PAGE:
The value of the answer to Why?

Blog, Monday 17 October 2016

There is a large dif­fer­ence between com­pa­nies and the extent to which they expe­ri­ence suc­cess. The same applies to peo­ple. One of the remark­able sim­i­lar­i­ties between suc­cess­ful com­pa­nies and peo­ple is that they can give a crys­tal-clear answer to the ques­tion why they do what they do.

In September 2009, Simon Sinek explained in a TED talk why it is so important to answer the question: “Why do I do what I do?” by using his theory of the “Golden Circle”. By now, his video has been viewed more than 28 million times.

The idea is really quite simple. Successful people and companies do what they do coming from a sense of “passion”, “mission” or “higher purpose”, and they know how to convey this when answering the question “why do I do what I do?”. This answer is NEVER “to make a profit” or “because I have a mortgage”. The answer to the why-question provides insight into the deepest motives of a company or person.

The deeper belief behind this inspires customers who also share this belief. It provides a distinguishing capacity that goes beyond: “we are really good”.

In today’s world, companies or people can really make a difference if they can indicate what their added value is to their customers. This value proposition follows from the answer to the why-question and tells others how they do what they do. How their actions add value and how they fit the customer’s needs.

The outer layer of the Golden Circle – the answer to the what-question – describes the actual service or the product.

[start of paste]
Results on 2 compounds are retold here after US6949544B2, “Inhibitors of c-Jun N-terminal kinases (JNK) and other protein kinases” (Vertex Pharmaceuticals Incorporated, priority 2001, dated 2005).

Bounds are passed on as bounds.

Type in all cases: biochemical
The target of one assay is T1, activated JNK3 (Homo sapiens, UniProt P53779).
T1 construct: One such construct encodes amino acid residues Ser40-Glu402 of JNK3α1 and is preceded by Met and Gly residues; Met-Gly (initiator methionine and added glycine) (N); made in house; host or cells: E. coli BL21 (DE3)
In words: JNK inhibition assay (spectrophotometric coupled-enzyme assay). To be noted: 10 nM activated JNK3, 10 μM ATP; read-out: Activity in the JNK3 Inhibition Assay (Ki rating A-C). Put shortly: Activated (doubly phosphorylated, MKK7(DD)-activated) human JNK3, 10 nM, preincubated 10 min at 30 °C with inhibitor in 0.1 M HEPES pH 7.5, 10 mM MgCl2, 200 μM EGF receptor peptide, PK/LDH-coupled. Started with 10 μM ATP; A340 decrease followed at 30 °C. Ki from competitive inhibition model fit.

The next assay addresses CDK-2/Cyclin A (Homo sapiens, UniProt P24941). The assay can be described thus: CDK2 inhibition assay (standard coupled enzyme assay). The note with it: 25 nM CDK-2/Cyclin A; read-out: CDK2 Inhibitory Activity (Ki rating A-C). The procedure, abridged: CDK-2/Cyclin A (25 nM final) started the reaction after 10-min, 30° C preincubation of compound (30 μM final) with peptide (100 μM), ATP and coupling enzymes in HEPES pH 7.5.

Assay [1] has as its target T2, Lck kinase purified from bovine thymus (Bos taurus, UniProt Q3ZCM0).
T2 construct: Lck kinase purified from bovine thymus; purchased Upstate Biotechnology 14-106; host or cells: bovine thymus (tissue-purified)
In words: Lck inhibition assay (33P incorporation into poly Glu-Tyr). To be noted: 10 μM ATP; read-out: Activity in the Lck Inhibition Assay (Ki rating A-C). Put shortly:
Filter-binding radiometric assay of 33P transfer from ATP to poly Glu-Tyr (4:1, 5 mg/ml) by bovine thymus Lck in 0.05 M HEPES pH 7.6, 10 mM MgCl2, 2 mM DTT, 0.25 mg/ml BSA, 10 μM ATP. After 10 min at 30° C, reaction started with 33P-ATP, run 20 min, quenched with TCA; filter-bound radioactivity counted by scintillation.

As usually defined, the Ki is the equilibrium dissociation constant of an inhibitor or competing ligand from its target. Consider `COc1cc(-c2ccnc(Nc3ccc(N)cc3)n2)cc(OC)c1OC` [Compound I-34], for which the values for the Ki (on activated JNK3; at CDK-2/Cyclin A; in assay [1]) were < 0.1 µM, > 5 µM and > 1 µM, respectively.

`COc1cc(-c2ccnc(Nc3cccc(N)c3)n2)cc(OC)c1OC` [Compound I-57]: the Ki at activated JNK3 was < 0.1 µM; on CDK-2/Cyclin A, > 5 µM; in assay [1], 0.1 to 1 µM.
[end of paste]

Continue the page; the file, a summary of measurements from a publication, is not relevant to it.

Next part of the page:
Back to the why-question. You can ask yourself this question in a variety of ways:

  • Why do I get out of bed and go to work? What does my work give me so that I keep doing it AND what does me doing this work do for others? Would I still be doing this work if I won the lottery tomorrow? Why would I, or why wouldn’t I?
  • Why is my service or product relevant to my customers? Why this particular group of customers, and not a different group? Why am I relevant now, or not? And why am I not relevant now, but could I be in three months?

The answers that you receive to your own why-questions can be confronting, but at the same time they can provide a lot of insight. They help you to give direction to your life and make a choice between going with the flow and living and working from a deeper sense of drive and passion.

I will try to offer myself as an example with my own why-question:

I started for myself as an independent trainer/coach in 2012, because I saw that the tremendous potential of people in many companies often remained untapped.

I am convinced that I can assist people in reaching their “peak performance”, by helping them discover themselves and what their talents are, their competencies and their deepest centre of power.

I do this through coaching, training and on-the-job guidance. With an enormous passion for people and limitless trust in the fact that everyone is unique and irreplaceable, and that it is in their uniqueness that their power and talents lie.

I help people get the most out of themselves.

Are you struggling with answering your own why-question? I will gladly join you in thinking about it.

Alexander Hilberts

Selling is easy
Adapt or go bankrupt

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